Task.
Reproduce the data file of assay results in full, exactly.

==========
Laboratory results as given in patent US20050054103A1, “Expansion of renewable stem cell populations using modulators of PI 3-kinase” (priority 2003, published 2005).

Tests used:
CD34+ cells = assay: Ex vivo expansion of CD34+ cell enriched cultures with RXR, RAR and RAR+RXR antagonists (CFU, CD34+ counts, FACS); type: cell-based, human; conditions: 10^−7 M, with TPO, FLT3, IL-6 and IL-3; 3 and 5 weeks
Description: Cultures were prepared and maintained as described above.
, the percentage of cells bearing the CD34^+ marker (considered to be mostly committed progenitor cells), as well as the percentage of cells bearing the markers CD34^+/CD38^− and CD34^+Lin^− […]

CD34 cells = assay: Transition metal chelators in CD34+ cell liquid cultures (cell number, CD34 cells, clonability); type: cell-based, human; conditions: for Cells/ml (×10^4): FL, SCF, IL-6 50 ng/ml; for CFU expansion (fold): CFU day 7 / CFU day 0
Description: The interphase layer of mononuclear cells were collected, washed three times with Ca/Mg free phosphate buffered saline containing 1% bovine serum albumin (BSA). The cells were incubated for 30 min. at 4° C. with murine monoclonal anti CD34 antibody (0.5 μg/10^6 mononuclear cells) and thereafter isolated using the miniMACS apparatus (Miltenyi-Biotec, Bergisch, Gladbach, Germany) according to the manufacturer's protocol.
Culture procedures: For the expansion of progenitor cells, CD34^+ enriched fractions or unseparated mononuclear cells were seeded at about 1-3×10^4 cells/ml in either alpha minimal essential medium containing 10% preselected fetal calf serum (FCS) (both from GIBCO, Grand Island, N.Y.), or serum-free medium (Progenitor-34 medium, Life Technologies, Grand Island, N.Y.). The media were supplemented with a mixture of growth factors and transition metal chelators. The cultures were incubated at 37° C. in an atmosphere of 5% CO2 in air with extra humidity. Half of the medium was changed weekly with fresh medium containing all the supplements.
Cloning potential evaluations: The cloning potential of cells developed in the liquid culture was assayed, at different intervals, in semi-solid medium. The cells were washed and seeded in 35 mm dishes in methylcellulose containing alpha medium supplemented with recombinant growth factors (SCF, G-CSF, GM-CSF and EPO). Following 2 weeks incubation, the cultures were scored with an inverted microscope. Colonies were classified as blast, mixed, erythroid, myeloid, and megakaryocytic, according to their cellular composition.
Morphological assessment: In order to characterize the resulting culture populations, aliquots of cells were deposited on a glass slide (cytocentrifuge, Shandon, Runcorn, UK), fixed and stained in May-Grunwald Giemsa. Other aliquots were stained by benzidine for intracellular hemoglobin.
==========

Laboratory results as given in patent US20050054103A1, “Expansion of renewable stem cell populations using modulators of PI 3-kinase” (priority 2003, published 2005).

Tests used:
CD34+ cells = assay: Ex vivo expansion of CD34+ cell enriched cultures with RXR, RAR and RAR+RXR antagonists (CFU, CD34+ counts, FACS); type: cell-based, human; conditions: 10^−7 M, with TPO, FLT3, IL-6 and IL-3; 3 and 5 weeks
Description: Cultures were prepared and maintained as described above.
, the percentage of cells bearing the CD34^+ marker (considered to be mostly committed progenitor cells), as well as the percentage of cells bearing the markers CD34^+/CD38^− and CD34^+Lin^− […]

CD34 cells = assay: Transition metal chelators in CD34+ cell liquid cultures (cell number, CD34 cells, clonability); type: cell-based, human; conditions: for Cells/ml (×10^4): FL, SCF, IL-6 50 ng/ml; for CFU expansion (fold): CFU day 7 / CFU day 0
Description: The interphase layer of mononuclear cells were collected, washed three times with Ca/Mg free phosphate buffered saline containing 1% bovine serum albumin (BSA). The cells were incubated for 30 min. at 4° C. with murine monoclonal anti CD34 antibody (0.5 μg/10^6 mononuclear cells) and thereafter isolated using the miniMACS apparatus (Miltenyi-Biotec, Bergisch, Gladbach, Germany) according to the manufacturer's protocol.
Culture procedures: For the expansion of progenitor cells, CD34^+ enriched fractions or unseparated mononuclear cells were seeded at about 1-3×10^4 cells/ml in either alpha minimal essential medium containing 10% preselected fetal calf serum (FCS) (both from GIBCO, Grand Island, N.Y.), or serum-free medium (Progenitor-34 medium, Life Technologies, Grand Island, N.Y.). The media were supplemented with a mixture of growth factors and transition metal chelators. The cultures were incubated at 37° C. in an atmosphere of 5% CO2 in air with extra humidity. Half of the medium was changed weekly with fresh medium containing all the supplements.
Cloning potential evaluations: The cloning potential of cells developed in the liquid culture was assayed, at different intervals, in semi-solid medium. The cells were washed and seeded in 35 mm dishes in methylcellulose containing alpha medium supplemented with recombinant growth factors (SCF, G-CSF, GM-CSF and EPO). Following 2 weeks incubation, the cultures were scored with an inverted microscope. Colonies were classified as blast, mixed, erythroid, myeloid, and megakaryocytic, according to their cellular composition.
Morphological assessment: In order to characterize the resulting culture populations, aliquots of cells were deposited on a glass slide (cytocentrifuge, Shandon, Runcorn, UK), fixed and stained in May-Grunwald Giemsa. Other aliquots were stained by benzidine for intracellular hemoglobin.